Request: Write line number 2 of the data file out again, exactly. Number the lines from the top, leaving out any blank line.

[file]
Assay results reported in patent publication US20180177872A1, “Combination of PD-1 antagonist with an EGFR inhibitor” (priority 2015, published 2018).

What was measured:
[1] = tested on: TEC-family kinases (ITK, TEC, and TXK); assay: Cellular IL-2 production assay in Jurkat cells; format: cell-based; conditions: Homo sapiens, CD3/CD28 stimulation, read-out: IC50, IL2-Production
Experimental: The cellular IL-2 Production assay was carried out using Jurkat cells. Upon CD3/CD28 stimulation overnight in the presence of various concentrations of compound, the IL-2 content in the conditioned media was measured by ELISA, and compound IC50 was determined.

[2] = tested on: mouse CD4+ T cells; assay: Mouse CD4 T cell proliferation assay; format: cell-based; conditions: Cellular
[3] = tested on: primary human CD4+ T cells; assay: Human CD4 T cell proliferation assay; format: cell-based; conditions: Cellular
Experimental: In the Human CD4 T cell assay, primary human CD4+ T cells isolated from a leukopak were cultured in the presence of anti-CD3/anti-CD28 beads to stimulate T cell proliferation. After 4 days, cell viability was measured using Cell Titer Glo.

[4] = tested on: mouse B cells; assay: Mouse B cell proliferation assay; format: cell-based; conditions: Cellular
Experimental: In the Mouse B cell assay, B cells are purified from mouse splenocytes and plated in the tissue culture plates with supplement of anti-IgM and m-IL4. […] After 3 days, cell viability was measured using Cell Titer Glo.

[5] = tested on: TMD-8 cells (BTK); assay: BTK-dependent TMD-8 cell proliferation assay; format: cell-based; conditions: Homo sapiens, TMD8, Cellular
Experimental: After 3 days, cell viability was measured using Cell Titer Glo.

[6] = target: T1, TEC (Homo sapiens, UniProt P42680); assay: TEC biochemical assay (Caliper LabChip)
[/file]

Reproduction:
What was measured: